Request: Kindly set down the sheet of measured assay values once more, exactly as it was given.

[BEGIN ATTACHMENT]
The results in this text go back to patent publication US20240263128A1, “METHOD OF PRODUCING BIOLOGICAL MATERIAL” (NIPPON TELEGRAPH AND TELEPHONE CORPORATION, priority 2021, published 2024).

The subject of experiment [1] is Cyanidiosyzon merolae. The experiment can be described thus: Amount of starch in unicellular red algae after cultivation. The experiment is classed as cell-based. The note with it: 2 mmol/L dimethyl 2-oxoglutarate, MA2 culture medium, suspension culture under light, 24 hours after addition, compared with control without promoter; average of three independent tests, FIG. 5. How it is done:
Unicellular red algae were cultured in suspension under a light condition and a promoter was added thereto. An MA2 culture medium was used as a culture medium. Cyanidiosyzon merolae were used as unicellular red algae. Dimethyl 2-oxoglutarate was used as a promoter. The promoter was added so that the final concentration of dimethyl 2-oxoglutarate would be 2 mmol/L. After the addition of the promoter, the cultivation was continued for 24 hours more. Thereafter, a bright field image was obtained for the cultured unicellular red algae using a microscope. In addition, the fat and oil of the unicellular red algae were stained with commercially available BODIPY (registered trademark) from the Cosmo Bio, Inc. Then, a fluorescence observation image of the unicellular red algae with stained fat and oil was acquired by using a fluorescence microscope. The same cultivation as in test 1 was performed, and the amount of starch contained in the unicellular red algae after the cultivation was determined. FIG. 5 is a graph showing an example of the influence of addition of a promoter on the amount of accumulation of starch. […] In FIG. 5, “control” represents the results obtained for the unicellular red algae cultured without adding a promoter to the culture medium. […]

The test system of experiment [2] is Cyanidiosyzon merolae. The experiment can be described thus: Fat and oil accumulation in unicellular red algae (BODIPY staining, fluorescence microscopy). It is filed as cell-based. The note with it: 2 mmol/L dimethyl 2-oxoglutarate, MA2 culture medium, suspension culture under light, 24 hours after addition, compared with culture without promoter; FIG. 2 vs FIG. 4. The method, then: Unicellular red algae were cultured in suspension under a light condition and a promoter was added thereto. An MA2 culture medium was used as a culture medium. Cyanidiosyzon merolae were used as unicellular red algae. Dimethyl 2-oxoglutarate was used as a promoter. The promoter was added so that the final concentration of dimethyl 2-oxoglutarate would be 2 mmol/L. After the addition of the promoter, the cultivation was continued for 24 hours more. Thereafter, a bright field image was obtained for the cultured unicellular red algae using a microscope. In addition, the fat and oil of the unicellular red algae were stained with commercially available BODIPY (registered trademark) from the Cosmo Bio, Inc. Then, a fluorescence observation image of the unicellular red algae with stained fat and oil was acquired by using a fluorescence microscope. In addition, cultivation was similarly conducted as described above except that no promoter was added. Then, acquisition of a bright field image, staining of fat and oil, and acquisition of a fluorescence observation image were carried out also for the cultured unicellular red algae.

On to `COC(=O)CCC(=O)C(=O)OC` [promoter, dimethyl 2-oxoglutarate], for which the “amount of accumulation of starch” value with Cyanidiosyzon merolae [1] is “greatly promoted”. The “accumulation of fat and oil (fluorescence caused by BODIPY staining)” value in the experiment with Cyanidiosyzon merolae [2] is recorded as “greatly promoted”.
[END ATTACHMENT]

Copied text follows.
The results in this text go back to patent publication US20240263128A1, “METHOD OF PRODUCING BIOLOGICAL MATERIAL” (NIPPON TELEGRAPH AND TELEPHONE CORPORATION, priority 2021, published 2024).

The subject of experiment [1] is Cyanidiosyzon merolae. The experiment can be described thus: Amount of starch in unicellular red algae after cultivation. The experiment is classed as cell-based. The note with it: 2 mmol/L dimethyl 2-oxoglutarate, MA2 culture medium, suspension culture under light, 24 hours after addition, compared with control without promoter; average of three independent tests, FIG. 5. How it is done:
Unicellular red algae were cultured in suspension under a light condition and a promoter was added thereto. An MA2 culture medium was used as a culture medium. Cyanidiosyzon merolae were used as unicellular red algae. Dimethyl 2-oxoglutarate was used as a promoter. The promoter was added so that the final concentration of dimethyl 2-oxoglutarate would be 2 mmol/L. After the addition of the promoter, the cultivation was continued for 24 hours more. Thereafter, a bright field image was obtained for the cultured unicellular red algae using a microscope. In addition, the fat and oil of the unicellular red algae were stained with commercially available BODIPY (registered trademark) from the Cosmo Bio, Inc. Then, a fluorescence observation image of the unicellular red algae with stained fat and oil was acquired by using a fluorescence microscope. The same cultivation as in test 1 was performed, and the amount of starch contained in the unicellular red algae after the cultivation was determined. FIG. 5 is a graph showing an example of the influence of addition of a promoter on the amount of accumulation of starch. […] In FIG. 5, “control” represents the results obtained for the unicellular red algae cultured without adding a promoter to the culture medium. […]

The test system of experiment [2] is Cyanidiosyzon merolae. The experiment can be described thus: Fat and oil accumulation in unicellular red algae (BODIPY staining, fluorescence microscopy). It is filed as cell-based. The note with it: 2 mmol/L dimethyl 2-oxoglutarate, MA2 culture medium, suspension culture under light, 24 hours after addition, compared with culture without promoter; FIG. 2 vs FIG. 4. The method, then: Unicellular red algae were cultured in suspension under a light condition and a promoter was added thereto. An MA2 culture medium was used as a culture medium. Cyanidiosyzon merolae were used as unicellular red algae. Dimethyl 2-oxoglutarate was used as a promoter. The promoter was added so that the final concentration of dimethyl 2-oxoglutarate would be 2 mmol/L. After the addition of the promoter, the cultivation was continued for 24 hours more. Thereafter, a bright field image was obtained for the cultured unicellular red algae using a microscope. In addition, the fat and oil of the unicellular red algae were stained with commercially available BODIPY (registered trademark) from the Cosmo Bio, Inc. Then, a fluorescence observation image of the unicellular red algae with stained fat and oil was acquired by using a fluorescence microscope. In addition, cultivation was similarly conducted as described above except that no promoter was added. Then, acquisition of a bright field image, staining of fat and oil, and acquisition of a fluorescence observation image were carried out also for the cultured unicellular red algae.

On to `COC(=O)CCC(=O)C(=O)OC` [promoter, dimethyl 2-oxoglutarate], for which the “amount of accumulation of starch” value with Cyanidiosyzon merolae [1] is “greatly promoted”. The “accumulation of fat and oil (fluorescence caused by BODIPY staining)” value in the experiment with Cyanidiosyzon merolae [2] is recorded as “greatly promoted”.